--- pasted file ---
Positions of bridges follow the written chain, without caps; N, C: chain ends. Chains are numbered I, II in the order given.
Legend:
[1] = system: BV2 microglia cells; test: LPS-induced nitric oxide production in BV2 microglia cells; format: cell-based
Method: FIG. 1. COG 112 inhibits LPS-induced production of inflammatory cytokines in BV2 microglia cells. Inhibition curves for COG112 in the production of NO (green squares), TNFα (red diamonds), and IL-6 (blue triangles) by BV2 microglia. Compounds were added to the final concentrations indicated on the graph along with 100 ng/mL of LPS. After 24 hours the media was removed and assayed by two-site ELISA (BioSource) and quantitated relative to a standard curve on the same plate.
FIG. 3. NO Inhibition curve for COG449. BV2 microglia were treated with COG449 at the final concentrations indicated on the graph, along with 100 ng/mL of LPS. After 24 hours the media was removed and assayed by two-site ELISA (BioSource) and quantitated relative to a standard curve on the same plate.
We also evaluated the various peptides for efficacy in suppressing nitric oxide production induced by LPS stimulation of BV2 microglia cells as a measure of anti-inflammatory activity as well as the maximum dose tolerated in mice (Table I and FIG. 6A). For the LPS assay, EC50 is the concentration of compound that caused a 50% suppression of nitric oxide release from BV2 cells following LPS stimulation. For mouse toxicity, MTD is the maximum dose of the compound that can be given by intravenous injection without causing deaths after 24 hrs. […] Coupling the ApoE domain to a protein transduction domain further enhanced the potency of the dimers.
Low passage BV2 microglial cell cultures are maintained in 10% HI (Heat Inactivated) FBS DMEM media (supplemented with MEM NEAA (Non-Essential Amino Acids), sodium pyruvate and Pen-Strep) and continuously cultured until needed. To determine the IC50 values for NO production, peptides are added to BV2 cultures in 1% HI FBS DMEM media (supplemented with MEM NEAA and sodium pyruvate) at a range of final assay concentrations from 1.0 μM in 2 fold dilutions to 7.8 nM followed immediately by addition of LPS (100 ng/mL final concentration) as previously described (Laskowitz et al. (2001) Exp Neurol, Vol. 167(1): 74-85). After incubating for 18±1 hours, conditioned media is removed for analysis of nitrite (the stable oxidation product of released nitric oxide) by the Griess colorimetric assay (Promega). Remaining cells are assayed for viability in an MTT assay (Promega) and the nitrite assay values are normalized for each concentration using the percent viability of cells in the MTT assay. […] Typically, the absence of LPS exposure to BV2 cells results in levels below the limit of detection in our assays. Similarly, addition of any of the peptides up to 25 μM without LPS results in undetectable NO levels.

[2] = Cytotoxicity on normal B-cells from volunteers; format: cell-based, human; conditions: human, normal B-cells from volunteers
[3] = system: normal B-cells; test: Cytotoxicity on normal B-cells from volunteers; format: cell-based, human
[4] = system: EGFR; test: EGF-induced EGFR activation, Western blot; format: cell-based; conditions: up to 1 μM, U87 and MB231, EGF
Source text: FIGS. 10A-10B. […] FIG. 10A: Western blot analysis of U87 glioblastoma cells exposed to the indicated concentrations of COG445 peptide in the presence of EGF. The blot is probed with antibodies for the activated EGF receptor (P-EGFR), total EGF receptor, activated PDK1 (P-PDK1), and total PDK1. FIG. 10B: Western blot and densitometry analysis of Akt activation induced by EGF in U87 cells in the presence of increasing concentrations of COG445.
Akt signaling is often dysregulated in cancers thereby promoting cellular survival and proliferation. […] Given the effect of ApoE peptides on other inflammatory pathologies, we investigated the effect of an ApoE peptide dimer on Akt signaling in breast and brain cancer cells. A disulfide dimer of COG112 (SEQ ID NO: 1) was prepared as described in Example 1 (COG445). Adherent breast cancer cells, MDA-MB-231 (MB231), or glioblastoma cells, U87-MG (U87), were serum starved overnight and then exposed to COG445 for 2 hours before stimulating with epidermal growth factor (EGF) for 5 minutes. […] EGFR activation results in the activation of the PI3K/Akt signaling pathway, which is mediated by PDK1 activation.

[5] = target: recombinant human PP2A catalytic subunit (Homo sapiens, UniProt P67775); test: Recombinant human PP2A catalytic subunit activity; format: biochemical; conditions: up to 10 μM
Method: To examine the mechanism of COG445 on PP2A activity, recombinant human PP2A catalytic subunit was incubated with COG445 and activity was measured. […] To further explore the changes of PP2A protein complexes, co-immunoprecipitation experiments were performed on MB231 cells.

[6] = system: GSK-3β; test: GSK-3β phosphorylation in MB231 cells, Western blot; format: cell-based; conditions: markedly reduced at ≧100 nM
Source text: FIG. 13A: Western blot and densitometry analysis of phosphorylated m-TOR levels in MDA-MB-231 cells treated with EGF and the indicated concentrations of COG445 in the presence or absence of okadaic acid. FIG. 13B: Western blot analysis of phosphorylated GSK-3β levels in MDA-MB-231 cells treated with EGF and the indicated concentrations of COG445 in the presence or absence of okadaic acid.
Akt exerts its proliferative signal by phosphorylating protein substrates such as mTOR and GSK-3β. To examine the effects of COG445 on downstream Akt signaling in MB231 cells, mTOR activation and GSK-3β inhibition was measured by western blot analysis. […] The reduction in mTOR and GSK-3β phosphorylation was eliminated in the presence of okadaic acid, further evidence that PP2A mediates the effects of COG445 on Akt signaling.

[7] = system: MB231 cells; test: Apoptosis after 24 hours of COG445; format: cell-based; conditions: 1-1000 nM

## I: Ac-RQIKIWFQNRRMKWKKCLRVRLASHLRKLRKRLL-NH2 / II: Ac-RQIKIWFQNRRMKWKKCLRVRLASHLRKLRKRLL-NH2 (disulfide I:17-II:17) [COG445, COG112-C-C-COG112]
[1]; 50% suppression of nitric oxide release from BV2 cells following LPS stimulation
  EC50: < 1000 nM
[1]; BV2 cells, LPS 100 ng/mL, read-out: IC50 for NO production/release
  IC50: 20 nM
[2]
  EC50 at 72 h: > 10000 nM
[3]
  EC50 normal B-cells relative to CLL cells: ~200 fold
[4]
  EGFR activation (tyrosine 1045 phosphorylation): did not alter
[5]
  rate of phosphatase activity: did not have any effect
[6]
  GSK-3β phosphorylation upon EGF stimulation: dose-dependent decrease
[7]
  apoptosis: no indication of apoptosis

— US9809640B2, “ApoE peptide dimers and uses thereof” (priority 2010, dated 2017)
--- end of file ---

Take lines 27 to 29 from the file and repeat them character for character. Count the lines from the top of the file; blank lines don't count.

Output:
  EC50 normal B-cells relative to CLL cells: ~200 fold
[4]
  EGFR activation (tyrosine 1045 phosphorylation): did not alter